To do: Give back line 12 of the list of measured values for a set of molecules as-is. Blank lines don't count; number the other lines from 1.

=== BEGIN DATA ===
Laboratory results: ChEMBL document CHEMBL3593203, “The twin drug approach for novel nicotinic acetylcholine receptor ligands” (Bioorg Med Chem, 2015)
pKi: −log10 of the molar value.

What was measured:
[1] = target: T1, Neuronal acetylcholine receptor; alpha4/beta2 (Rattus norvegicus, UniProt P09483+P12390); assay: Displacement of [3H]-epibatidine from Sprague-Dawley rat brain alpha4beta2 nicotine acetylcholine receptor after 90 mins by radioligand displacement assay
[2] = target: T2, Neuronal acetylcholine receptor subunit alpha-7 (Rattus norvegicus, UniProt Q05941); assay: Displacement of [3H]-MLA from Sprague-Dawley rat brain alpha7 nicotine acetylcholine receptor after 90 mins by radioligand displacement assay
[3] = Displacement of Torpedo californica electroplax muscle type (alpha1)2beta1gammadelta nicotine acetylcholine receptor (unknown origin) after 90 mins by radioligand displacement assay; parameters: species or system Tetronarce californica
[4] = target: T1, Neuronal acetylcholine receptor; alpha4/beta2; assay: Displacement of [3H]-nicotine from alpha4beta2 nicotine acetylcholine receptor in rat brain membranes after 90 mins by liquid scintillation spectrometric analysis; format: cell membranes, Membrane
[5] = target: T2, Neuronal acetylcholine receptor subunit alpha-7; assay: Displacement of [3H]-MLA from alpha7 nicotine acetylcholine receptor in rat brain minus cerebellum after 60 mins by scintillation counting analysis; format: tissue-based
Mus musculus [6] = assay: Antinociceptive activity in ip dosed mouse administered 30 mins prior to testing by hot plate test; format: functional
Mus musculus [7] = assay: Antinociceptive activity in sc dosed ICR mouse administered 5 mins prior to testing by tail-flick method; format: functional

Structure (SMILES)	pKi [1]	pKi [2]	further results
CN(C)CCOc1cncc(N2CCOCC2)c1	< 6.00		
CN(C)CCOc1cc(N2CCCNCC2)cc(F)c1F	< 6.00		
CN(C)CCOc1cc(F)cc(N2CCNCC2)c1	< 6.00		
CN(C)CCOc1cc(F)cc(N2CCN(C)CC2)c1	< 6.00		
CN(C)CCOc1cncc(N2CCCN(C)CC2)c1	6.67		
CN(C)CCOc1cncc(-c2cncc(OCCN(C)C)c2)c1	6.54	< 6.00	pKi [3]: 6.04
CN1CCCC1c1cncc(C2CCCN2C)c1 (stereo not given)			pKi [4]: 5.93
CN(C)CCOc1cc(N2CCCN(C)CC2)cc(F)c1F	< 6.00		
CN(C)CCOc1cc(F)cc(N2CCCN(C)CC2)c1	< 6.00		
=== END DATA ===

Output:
CN(C)CCOc1cncc(N2CCOCC2)c1	< 6.00		